console.error(xhr.status);
        self.bus.trigger('errorStocksEvent', xhr.status);

      }
    }

    xhr.open("GET", self.url, true);
    xhr.send();
  }
}

Hint: As you can see our service is written in ECMAScript 2015 (ES6). If you’re using a recent version of Node.js, it natively supports it (see here and here for details). Otherwise, you have to tell Babel to transpile this code too.

As we already use babel-core for transpiling code in our Riot components, we can use the require hook to compile code in the service.

First of all we need to create a main.js file to call babel-register and give it our service’s filename:

require('babel-core/register');
require('./app/js/stockmarket-service.js');

Then we are just going to add a new task in our serve task to compile it:

{
   ...
   "scripts": {
    ...
    "serve": "parallelshell 'node main.js' 'npm run watch' 'npm run browsersync'"
  },
  ...
}

Now, let’s add our awesome UX feature: the “Reload stocks” button. This is a fairly simple Riot.js component (stockmarket-button.tag) with a button and an UI event handler:

<stockmarket-button>
  <h3>{opts.title}</h3>
  <button type="button" class="btn btn-success" onclick="{loadStocks}">{opts.title}</button>

  <script type='es6'>
    this.loadStocks = (e) => {
      opts.stockMarketService.fetchJson();
    };
  </script>
</stockmarket-button>

Note the use of the StockMarketService: we inject it as a service in the Riot.js opts object of the tag:

 <body>
  <!-- mount point -->
  <stockmarket-button></stockmarket-button>
  ...
  
  <!-- include riot.js -->
  ...
  <script src="./dist/js/stockmarket-button.js"></script>
  <script src="./dist/js/stockmarket-service.js"></script>

  <!-- mount normally -->
  <script>
    var bus = riot.observable();
    var stockMarketService = new StockMarketService(bus);

    riot.mount('stockmarket-button', {title: 'Load Stocks', stockMarketService: stockMarketService});
    ...
  </script>
</body>

Once again, the injection of the service is done in the riot.mount(.) instruction. By some aspects, it reminds me of  injection in AngularJS.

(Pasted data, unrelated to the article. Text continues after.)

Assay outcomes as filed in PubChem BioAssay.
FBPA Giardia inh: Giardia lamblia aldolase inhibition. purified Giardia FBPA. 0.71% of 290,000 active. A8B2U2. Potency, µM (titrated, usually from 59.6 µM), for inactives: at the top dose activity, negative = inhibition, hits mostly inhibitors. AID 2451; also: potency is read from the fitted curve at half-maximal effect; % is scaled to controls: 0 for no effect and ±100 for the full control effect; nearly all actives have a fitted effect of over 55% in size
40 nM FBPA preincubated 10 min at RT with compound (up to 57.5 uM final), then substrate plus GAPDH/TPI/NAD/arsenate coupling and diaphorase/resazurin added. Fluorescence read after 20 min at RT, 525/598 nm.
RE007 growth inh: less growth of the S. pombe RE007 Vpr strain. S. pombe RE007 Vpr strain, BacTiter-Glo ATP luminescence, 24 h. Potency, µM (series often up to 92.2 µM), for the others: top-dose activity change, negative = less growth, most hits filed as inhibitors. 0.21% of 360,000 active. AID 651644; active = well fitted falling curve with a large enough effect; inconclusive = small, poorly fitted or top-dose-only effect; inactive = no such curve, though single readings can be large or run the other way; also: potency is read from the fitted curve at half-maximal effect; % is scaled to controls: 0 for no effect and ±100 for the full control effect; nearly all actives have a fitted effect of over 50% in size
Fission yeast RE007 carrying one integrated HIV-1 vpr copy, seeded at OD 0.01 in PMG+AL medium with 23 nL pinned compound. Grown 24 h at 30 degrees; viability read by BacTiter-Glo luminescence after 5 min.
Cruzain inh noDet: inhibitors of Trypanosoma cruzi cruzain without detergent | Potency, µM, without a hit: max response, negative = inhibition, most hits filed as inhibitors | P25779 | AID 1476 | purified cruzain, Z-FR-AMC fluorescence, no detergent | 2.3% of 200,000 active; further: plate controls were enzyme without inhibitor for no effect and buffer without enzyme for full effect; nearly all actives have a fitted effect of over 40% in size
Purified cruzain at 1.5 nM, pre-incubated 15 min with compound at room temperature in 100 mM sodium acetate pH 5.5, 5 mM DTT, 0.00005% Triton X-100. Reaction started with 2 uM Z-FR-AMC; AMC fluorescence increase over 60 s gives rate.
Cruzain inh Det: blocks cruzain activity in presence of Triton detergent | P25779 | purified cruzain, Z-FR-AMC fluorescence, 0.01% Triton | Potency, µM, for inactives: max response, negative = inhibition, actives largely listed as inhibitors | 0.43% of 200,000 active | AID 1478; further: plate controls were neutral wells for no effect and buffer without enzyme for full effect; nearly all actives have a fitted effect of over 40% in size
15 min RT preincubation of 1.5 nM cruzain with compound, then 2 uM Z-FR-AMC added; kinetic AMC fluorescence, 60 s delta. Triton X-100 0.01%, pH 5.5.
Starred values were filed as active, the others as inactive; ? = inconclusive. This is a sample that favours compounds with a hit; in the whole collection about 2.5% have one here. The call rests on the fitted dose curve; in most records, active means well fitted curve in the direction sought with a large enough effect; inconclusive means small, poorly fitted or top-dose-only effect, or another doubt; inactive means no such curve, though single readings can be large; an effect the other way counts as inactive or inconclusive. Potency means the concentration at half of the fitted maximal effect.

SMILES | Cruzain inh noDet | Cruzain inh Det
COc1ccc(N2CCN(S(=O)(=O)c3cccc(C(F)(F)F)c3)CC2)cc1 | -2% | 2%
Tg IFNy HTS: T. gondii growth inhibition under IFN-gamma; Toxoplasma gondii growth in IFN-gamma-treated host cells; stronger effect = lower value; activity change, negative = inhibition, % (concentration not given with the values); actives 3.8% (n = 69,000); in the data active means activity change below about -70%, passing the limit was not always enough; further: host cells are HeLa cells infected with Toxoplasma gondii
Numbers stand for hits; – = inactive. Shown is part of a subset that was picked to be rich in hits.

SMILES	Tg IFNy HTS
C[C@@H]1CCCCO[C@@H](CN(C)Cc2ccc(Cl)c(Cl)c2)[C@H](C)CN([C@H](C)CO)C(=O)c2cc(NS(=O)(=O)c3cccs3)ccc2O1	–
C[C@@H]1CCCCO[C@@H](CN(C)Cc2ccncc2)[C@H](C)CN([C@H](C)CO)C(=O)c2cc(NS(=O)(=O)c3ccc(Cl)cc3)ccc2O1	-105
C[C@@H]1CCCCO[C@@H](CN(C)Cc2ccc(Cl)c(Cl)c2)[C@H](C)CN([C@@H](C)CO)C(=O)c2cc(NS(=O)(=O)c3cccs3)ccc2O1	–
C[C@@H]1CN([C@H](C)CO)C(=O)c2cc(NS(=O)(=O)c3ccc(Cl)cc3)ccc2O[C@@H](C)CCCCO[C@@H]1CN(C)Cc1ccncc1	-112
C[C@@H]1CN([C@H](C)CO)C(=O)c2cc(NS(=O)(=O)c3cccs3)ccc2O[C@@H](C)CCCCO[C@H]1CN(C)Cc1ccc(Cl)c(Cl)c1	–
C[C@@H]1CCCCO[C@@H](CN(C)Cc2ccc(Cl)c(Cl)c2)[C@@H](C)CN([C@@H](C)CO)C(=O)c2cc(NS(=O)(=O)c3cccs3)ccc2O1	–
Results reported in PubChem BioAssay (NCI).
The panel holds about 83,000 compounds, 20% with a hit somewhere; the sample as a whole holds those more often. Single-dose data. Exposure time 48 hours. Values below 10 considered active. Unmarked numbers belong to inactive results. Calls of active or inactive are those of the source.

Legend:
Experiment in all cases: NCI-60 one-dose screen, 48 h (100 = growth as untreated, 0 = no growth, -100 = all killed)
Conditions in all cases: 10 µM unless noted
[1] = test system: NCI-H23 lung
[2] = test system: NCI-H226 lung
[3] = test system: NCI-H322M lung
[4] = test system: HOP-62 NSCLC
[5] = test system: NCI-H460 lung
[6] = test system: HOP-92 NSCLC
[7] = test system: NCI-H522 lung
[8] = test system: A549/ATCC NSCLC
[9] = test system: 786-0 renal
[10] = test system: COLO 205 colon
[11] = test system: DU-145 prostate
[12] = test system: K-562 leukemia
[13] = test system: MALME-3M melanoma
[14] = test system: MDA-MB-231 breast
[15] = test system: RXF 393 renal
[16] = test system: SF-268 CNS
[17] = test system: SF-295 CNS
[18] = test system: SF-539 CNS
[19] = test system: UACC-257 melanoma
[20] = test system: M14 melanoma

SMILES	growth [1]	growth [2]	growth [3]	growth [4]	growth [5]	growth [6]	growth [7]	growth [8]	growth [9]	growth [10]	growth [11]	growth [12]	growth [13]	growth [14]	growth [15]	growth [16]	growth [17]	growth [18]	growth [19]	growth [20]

The next step is modifying our two components (stockmarket-table and stockmarket-barchart) to handle the stocks. These two components will subscribe to the ‘newStocksEvent’. When the component receives the event, it will get the stocks encapsulated with the event and be able to refresh its UI.

For the stockmarket-table, the code becomes now:

<stockmarket-table>
  <h3>{opts.title}</h3>
  <table class="table table-striped table-bordered table-hover table-condensed" style="width: 25%;">
    <thead>
      <tr>
        <th>Title</th>
        <th>Price</th>
      </tr>
    </thead>

    <tbody>
      <tr each={stocks}>
        <td>{title}</td>
        <td>{price}</td>
      </tr>
    </tbody>
  </table>

  <script type="es6">
    var self = this;
    self.stocks = opts.stocks;

    opts.bus.on('newStocksEvent', function (param) {
        self.stocks = param.stocks;
        self.update();
    });
  </script>
</stockmarket-table>

We start by binding the stocks received when the component is mounted to an internal stocks property on which the each directive is going to iterate through. Then at the reception of the event, we update the value of this field with the new value received and call the update() function. This function is a Riot.js component function that tells the component to update its UI now (like $scope.digest() or $scope.apply() in AngularJS).